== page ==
December 1, 2010

The Real Estate Industry and Albany in 2011

Only a year ago, the climate in Albany for the real estate industry seemed ever more threatening. The governor actually lived in a rent-regulated apartment and was proud of it. Democrats in the Assembly had prepared an onerous series of bills to strengthen rent rules. The Senate was in Democratic hands and passage of the Assembly package in both houses seemed possible. Today, with the Senate almost guaranteed to return to Republican control, the industry is in much better position to protect its interests–just as the city’s rent regulation system laws are set to expire at midyear.

Make no mistake. Republicans know they owe the industry a big debt. The Real Estate Board of New York and the Rent Stabilization Association committed millions of dollars in Senate races. The two groups used somewhat different strategies, however. RSA backed Republicans exclusively to return the Senate to GOP control. The GOP leadership is grateful.

REBNY’s position was more flexible. It too wanted a Republican victory and backed mostly GOP senators. But concerned with the seeming drift of the state to the Democrats, it also sought Democratic allies to moderate that party’s real estate positions. REBNY supported three Democrats: Craig Johnson, Darrel Aubertine and David Valesky. Unfortunately for REBNY, the first two lost. REBNY may need to make amends with the Republican winners it didn’t back. By failing to help those Democrats, it may have planted doubts with other Democrats who wonder whether accepting REBNY’s help is worth antagonizing tenant advocates and the Working Families Party.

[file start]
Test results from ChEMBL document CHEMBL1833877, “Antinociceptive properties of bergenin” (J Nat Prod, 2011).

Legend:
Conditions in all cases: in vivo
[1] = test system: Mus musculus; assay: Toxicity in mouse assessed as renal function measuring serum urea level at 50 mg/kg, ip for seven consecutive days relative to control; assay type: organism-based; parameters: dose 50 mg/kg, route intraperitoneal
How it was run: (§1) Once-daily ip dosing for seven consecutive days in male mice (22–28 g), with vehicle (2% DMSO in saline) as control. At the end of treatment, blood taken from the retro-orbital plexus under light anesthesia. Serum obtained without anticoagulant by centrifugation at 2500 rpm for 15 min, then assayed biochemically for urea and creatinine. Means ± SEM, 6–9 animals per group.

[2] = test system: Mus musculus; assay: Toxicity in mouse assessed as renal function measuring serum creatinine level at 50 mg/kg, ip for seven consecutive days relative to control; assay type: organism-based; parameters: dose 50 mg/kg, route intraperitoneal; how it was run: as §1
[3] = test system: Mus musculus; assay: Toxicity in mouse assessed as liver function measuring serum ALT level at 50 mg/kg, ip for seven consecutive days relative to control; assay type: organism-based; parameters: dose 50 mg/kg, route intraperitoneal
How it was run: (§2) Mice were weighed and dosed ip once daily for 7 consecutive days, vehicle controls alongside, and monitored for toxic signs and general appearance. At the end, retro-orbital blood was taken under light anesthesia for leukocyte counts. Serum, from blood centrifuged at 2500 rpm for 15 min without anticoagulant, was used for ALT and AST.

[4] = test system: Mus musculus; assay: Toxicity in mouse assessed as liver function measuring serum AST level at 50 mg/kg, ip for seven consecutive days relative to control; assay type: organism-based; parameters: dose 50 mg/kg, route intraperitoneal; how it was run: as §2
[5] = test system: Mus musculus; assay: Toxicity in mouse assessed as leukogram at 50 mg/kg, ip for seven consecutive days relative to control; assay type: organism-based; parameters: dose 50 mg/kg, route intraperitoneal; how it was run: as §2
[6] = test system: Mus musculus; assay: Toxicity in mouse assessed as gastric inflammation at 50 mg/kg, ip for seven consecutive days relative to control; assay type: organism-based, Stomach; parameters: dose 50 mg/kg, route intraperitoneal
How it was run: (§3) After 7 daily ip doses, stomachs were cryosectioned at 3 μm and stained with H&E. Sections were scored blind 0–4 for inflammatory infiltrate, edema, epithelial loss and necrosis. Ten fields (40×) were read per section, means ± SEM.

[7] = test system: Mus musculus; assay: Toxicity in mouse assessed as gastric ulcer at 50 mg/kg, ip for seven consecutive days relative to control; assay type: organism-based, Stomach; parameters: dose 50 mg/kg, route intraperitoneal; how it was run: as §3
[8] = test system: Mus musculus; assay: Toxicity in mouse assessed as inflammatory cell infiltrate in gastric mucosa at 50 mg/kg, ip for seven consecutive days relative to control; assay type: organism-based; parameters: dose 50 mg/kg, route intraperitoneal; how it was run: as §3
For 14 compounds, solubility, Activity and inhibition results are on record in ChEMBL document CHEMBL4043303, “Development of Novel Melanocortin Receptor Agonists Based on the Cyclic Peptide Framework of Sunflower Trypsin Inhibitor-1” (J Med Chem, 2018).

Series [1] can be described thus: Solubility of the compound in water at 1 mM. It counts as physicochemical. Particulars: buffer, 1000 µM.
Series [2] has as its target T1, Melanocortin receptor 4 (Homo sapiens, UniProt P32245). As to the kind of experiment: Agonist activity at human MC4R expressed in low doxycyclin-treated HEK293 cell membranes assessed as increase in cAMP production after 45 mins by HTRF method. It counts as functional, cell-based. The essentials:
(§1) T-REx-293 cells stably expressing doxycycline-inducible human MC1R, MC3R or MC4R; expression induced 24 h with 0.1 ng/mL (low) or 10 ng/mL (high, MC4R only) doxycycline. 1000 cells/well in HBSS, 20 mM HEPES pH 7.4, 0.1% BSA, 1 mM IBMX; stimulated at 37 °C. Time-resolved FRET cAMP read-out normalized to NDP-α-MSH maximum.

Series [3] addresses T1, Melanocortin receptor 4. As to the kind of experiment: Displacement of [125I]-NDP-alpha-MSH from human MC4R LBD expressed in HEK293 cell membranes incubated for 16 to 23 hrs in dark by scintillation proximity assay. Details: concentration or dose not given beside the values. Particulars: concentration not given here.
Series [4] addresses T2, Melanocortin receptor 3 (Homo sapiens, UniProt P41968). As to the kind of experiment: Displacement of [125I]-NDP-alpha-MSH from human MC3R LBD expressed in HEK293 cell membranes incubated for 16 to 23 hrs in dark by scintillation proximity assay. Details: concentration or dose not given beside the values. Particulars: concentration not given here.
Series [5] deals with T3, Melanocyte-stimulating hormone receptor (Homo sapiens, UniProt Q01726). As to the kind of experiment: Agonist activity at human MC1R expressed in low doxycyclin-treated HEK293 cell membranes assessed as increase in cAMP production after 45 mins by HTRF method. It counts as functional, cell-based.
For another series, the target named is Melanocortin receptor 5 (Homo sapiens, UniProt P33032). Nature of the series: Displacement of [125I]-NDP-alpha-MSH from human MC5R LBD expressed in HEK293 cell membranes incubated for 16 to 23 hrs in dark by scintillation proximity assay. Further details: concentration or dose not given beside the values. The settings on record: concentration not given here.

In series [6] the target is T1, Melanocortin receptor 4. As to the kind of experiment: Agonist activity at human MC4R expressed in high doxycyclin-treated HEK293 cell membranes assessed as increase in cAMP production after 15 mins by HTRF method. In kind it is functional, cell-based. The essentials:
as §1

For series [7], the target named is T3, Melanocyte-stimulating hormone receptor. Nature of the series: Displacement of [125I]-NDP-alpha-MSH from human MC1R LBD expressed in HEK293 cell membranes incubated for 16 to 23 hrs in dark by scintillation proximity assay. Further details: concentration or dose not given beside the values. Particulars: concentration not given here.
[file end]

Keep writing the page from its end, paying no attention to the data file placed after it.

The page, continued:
While the industry’s position in Albany has improved, the resolution of rent regulations and other issues is likely to depend on Gov.-elect Andrew Cuomo. Once an industry critic, he worked in real estate at Island Capital Group for Andrew Farkas between his time in Washington and becoming attorney general. Mr. Cuomo even tapped Andrew Farkas to serve as his campaign finance chairman, demonstrating how close they are. But despite the connection, Mr. Cuomo has been very circumspect on real estate issues.

At the moment, the best prediction is that rent rules will be simply extended. The governor doesn’t need a divisive fight that deflects attention from his reform agenda. Republicans can always threaten to allow all the rules to expire if the Assembly isn’t reasonable. Beyond rent regulation, it isn’t clear whether the governor is interested in new policies to spur new housing and commercial development. The first hint of that may come when he makes his key appointments. So far, no word from Mr. Cuomo on that front.